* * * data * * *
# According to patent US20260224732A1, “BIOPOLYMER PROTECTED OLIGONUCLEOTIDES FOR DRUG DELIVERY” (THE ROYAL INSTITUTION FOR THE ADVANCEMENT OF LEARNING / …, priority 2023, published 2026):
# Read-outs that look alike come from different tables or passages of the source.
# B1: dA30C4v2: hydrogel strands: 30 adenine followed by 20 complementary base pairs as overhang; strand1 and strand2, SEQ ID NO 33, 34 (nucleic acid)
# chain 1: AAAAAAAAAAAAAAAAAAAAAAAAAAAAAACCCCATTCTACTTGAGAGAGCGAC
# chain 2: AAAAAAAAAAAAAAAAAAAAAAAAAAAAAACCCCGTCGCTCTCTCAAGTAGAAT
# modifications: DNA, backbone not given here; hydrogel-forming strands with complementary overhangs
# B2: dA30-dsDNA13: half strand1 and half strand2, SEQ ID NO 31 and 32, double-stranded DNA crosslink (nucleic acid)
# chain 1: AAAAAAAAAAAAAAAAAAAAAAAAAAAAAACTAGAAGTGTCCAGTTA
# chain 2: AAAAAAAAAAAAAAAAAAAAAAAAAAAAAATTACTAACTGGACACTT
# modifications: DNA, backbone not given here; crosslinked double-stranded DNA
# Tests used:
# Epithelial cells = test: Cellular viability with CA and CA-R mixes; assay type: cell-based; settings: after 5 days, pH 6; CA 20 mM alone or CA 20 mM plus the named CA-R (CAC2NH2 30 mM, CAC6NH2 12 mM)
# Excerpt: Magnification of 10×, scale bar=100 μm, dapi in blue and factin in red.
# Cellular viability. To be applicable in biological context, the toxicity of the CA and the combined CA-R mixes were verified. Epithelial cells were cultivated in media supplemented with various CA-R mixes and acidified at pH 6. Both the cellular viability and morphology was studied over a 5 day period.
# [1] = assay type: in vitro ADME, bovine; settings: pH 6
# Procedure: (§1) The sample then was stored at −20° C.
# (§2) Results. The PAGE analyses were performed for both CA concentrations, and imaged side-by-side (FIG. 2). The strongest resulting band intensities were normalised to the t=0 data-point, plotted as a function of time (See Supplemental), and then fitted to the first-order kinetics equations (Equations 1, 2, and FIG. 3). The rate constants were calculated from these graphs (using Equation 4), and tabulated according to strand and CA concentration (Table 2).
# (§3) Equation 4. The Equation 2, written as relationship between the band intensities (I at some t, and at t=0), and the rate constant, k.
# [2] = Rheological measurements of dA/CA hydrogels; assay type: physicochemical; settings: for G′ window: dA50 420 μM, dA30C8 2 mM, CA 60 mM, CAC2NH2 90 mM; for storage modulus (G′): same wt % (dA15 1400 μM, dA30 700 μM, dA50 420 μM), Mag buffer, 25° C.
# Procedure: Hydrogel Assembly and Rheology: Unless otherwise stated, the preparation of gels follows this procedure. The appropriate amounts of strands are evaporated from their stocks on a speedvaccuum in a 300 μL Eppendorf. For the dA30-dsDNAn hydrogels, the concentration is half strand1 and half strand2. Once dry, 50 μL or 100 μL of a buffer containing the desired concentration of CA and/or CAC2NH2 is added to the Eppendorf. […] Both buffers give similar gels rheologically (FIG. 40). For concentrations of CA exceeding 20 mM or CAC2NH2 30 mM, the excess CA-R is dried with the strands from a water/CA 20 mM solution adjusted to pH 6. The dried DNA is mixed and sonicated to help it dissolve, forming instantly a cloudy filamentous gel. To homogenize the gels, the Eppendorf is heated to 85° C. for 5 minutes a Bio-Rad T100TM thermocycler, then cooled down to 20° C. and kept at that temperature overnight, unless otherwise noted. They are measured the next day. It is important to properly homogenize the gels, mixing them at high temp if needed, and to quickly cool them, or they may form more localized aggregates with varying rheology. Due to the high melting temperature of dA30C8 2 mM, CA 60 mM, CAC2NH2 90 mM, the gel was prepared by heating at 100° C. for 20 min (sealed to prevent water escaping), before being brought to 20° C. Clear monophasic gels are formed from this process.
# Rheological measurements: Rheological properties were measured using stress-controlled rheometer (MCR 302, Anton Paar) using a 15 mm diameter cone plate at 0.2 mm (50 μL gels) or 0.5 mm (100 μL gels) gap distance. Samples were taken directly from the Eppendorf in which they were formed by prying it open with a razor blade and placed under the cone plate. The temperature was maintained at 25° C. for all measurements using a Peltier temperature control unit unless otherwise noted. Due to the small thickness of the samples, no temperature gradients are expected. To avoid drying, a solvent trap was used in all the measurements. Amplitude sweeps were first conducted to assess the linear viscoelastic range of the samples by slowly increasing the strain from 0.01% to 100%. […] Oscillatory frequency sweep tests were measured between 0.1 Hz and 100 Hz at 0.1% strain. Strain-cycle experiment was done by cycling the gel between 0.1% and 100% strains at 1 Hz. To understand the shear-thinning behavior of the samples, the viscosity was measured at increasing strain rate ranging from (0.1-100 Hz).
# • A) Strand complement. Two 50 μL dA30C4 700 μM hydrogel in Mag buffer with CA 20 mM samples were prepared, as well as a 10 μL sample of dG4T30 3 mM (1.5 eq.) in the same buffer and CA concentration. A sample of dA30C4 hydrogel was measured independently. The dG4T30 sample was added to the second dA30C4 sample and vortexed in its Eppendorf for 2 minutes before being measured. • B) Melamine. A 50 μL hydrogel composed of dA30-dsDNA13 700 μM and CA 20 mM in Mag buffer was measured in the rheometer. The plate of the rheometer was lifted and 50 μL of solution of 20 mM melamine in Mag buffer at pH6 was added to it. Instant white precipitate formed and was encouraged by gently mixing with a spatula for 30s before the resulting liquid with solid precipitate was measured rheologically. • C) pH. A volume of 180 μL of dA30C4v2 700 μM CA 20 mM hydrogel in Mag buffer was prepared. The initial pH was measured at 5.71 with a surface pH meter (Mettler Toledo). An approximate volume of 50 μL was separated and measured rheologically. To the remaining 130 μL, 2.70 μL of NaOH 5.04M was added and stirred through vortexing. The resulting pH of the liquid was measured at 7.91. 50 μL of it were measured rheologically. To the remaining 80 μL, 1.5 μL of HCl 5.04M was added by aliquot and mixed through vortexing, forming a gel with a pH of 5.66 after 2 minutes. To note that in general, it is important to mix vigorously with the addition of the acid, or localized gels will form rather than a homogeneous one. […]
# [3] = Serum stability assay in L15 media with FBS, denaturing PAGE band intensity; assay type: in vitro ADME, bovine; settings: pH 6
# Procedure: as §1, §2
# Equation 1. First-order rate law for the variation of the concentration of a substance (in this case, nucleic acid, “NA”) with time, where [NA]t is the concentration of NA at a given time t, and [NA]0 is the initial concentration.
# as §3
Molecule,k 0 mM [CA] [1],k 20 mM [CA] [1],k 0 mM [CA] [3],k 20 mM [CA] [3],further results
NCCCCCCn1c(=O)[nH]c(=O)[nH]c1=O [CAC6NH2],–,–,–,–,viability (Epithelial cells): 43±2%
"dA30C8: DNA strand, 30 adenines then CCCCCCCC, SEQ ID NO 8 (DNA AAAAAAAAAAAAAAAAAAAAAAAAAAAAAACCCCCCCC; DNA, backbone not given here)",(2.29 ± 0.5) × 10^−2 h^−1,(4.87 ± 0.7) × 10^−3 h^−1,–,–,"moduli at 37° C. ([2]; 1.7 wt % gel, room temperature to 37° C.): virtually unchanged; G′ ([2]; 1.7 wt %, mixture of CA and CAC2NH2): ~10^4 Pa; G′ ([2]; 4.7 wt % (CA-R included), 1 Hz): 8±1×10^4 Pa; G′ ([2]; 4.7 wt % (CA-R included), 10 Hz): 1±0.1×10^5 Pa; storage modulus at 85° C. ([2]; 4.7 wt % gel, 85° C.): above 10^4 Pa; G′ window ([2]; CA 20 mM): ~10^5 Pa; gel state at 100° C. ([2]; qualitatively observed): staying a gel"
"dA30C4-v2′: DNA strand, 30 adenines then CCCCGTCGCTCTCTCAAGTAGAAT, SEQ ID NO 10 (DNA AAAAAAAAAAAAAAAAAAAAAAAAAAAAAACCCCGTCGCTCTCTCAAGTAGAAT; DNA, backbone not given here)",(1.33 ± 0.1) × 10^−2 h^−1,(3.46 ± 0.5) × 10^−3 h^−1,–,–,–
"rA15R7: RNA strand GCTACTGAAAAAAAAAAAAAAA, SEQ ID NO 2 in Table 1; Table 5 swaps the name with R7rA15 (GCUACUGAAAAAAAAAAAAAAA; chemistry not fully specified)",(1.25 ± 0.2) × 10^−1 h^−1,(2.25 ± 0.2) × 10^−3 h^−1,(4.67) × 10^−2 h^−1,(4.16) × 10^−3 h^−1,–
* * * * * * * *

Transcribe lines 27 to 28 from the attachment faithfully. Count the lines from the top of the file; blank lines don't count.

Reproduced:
Molecule,k 0 mM [CA] [1],k 20 mM [CA] [1],k 0 mM [CA] [3],k 20 mM [CA] [3],further results
NCCCCCCn1c(=O)[nH]c(=O)[nH]c1=O [CAC6NH2],–,–,–,–,viability (Epithelial cells): 43±2%